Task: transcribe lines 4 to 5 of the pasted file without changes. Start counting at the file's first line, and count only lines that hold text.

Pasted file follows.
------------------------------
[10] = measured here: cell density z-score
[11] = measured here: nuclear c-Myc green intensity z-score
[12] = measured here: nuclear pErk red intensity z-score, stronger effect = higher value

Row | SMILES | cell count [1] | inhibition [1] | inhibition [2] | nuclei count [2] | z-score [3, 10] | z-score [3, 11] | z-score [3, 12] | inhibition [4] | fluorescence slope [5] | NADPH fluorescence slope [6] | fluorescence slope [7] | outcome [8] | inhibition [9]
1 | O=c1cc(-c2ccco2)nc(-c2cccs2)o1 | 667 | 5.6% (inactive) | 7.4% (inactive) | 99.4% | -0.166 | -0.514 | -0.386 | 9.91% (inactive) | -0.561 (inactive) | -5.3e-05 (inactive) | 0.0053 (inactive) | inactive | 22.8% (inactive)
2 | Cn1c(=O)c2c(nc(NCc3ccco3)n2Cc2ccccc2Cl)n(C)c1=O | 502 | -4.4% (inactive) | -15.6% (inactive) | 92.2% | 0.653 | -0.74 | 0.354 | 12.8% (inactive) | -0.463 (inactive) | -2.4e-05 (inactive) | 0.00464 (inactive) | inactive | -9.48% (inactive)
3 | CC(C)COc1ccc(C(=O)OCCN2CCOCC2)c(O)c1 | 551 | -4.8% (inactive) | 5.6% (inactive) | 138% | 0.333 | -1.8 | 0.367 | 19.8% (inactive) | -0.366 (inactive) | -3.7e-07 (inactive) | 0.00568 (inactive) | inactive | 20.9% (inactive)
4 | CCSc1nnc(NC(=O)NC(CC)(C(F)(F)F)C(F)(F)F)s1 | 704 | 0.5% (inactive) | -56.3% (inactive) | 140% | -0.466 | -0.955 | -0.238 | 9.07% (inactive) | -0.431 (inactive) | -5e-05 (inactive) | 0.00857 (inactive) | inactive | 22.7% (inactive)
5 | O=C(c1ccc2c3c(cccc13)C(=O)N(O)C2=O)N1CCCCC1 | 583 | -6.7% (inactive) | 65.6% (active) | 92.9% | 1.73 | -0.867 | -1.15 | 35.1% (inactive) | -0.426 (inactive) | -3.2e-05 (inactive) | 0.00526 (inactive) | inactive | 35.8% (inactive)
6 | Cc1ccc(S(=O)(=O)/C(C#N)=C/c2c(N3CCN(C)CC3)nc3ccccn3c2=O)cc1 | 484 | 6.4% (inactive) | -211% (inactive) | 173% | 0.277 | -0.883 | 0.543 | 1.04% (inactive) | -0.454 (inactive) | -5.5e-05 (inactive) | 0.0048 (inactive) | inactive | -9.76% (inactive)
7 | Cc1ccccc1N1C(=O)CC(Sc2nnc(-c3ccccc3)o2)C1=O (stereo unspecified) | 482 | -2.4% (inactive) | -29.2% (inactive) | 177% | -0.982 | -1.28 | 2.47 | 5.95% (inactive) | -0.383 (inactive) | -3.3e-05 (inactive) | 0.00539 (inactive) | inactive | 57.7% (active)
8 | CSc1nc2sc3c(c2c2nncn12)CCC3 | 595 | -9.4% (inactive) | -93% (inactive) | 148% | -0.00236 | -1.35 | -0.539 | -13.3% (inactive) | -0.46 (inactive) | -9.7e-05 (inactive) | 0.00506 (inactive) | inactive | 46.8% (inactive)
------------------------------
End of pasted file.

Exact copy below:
Row | SMILES | cell count [1] | inhibition [1] | inhibition [2] | nuclei count [2] | z-score [3, 10] | z-score [3, 11] | z-score [3, 12] | inhibition [4] | fluorescence slope [5] | NADPH fluorescence slope [6] | fluorescence slope [7] | outcome [8] | inhibition [9]
1 | O=c1cc(-c2ccco2)nc(-c2cccs2)o1 | 667 | 5.6% (inactive) | 7.4% (inactive) | 99.4% | -0.166 | -0.514 | -0.386 | 9.91% (inactive) | -0.561 (inactive) | -5.3e-05 (inactive) | 0.0053 (inactive) | inactive | 22.8% (inactive)